A Mexican restaurant in Jacksonville, Florida, owes about $118,000 to several employees who were forced to work for tips alone or denied overtime wages, according to the U.S. Department of Labor.
An investigation by the department’s Wage and Hour Division found that the restaurant's operator, E & E Quezada Food Services Corp., "failed to pay its servers any wages, forcing them to rely on customer tips as their sole compensation," the agency said in a news release Wednesday.
The restaurant also did not pay dishwashers, cooks and some servers an appropriate overtime wage for working more than 40 hours in a week, according to the investigation. Overtime pay is supposed to be granted at a rate not less than 1.5 times a standard wage, according to federal law.
Owners of E & E Quezada Food Services Corp. did not respond to NBC News’ phone call seeking comment Friday.
A server in Florida earns a minimum of $6.98 per hour before tips. Overtime wages would bring that up to $10.47, NBC affiliate WFLA of Tampa reported.
“By denying servers a cash wage and forcing them to live on tips alone and denying other workers their overtime pay, Rosy’s Mexican Restaurant made it harder for these employees, who depend on every dollar, to take care of themselves and their families,” Wage and Hour Division District Office Director Wildalí De Jesús, in Orlando, said in a statement.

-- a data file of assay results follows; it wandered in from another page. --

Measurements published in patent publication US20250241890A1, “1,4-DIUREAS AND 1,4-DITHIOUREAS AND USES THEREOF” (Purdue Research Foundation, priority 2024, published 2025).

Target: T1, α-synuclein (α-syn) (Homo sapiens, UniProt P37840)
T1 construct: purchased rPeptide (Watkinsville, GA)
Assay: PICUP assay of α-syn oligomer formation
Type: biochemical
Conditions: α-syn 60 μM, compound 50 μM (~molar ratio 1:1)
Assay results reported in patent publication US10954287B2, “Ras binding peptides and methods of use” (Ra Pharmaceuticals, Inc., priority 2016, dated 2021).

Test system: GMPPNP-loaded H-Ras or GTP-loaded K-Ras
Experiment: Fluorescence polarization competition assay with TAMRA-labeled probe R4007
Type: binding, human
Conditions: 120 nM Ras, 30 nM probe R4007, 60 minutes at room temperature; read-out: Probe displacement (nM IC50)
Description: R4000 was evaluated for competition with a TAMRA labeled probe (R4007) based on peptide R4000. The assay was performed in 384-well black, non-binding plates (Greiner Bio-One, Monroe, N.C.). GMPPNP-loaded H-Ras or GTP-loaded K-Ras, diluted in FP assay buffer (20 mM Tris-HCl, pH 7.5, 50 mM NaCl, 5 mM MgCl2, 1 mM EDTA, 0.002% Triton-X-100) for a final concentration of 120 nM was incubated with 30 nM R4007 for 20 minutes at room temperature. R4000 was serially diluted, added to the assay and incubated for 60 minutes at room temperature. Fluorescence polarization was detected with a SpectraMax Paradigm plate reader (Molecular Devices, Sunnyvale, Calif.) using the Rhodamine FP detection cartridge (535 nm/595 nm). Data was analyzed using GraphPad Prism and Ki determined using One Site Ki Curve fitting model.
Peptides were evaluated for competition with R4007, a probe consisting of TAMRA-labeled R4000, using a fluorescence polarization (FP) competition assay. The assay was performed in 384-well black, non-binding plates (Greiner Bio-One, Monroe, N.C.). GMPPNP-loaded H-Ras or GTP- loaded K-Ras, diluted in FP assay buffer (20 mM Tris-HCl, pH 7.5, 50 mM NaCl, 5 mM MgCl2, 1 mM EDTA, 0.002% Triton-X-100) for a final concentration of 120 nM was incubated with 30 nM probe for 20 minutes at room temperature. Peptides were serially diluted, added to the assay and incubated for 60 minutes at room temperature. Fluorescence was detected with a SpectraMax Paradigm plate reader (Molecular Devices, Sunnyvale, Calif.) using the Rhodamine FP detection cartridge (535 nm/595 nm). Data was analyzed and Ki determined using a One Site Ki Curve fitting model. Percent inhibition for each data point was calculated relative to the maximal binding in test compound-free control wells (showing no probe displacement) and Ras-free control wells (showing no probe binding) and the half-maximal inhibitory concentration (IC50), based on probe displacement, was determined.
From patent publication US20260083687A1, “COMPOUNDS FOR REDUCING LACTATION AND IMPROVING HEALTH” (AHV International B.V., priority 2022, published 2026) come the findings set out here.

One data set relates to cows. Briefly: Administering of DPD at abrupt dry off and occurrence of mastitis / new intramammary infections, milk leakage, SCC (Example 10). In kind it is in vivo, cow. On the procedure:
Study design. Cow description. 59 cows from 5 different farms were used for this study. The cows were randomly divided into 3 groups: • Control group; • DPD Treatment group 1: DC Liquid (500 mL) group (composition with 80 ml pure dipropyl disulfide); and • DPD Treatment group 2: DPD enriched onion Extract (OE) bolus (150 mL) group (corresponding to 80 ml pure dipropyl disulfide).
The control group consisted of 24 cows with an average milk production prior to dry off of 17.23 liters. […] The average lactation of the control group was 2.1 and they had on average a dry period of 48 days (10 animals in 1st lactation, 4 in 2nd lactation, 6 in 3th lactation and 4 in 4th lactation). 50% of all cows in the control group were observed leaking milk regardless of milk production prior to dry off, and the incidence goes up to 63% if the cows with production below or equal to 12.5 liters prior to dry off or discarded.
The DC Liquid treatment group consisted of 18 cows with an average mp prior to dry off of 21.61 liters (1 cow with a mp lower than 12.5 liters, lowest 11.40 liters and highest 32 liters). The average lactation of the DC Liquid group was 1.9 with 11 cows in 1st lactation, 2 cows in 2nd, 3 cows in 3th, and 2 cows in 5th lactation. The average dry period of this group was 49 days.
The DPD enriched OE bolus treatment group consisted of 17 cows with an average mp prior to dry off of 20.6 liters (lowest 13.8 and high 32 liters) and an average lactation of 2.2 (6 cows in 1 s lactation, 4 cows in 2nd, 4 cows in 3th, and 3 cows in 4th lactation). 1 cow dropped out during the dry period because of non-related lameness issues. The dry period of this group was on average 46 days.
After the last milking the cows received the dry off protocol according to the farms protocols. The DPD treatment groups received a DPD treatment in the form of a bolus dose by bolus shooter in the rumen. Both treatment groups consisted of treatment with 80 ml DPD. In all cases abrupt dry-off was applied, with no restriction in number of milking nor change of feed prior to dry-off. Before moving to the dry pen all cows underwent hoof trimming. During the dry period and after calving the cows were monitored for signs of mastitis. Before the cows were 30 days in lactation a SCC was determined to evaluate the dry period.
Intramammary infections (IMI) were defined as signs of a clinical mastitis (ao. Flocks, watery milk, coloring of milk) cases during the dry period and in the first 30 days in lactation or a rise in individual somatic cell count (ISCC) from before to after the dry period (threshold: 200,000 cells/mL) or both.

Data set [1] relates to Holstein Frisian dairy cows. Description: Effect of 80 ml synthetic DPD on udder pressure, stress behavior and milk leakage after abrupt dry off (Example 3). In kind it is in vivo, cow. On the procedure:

Investigators also discovered that the employer did not keep accurate payroll and shift records. Additionally, it let a 15-year-old employee work past 7 p.m. on school nights, effectively violating federal work hour standards for workers under 16, according to the division.
Investigators said they initiated the probe after learning about the employer’s practices through the Employment Education and Outreach alliance, which manages a multistate hotline to assist Spanish-speaking workers with workplace issues.
Following the investigation, the agency concluded that E & E Quezada Food Services Corp. owes a combined $118,042 in back wages and liquidated damages to 10 employees at Rosy’s Mexican Restaurant.
“Violations like those found in this case can be easily avoided,” De Jesús said.
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